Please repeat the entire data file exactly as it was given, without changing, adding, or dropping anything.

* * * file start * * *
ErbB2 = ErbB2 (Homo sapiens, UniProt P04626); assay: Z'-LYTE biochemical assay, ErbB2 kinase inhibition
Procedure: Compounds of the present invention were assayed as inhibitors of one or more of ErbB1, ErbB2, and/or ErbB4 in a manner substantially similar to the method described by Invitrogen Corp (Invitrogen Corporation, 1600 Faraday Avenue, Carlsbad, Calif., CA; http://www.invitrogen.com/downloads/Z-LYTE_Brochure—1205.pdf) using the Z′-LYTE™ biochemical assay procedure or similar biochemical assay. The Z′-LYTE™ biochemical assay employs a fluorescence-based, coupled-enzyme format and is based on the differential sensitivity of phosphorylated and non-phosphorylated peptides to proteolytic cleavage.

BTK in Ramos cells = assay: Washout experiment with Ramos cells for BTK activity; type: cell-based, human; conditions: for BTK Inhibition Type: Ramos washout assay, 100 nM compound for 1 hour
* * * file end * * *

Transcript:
ErbB2 = ErbB2 (Homo sapiens, UniProt P04626); assay: Z'-LYTE biochemical assay, ErbB2 kinase inhibition
Procedure: Compounds of the present invention were assayed as inhibitors of one or more of ErbB1, ErbB2, and/or ErbB4 in a manner substantially similar to the method described by Invitrogen Corp (Invitrogen Corporation, 1600 Faraday Avenue, Carlsbad, Calif., CA; http://www.invitrogen.com/downloads/Z-LYTE_Brochure—1205.pdf) using the Z′-LYTE™ biochemical assay procedure or similar biochemical assay. The Z′-LYTE™ biochemical assay employs a fluorescence-based, coupled-enzyme format and is based on the differential sensitivity of phosphorylated and non-phosphorylated peptides to proteolytic cleavage.

BTK in Ramos cells = assay: Washout experiment with Ramos cells for BTK activity; type: cell-based, human; conditions: for BTK Inhibition Type: Ramos washout assay, 100 nM compound for 1 hour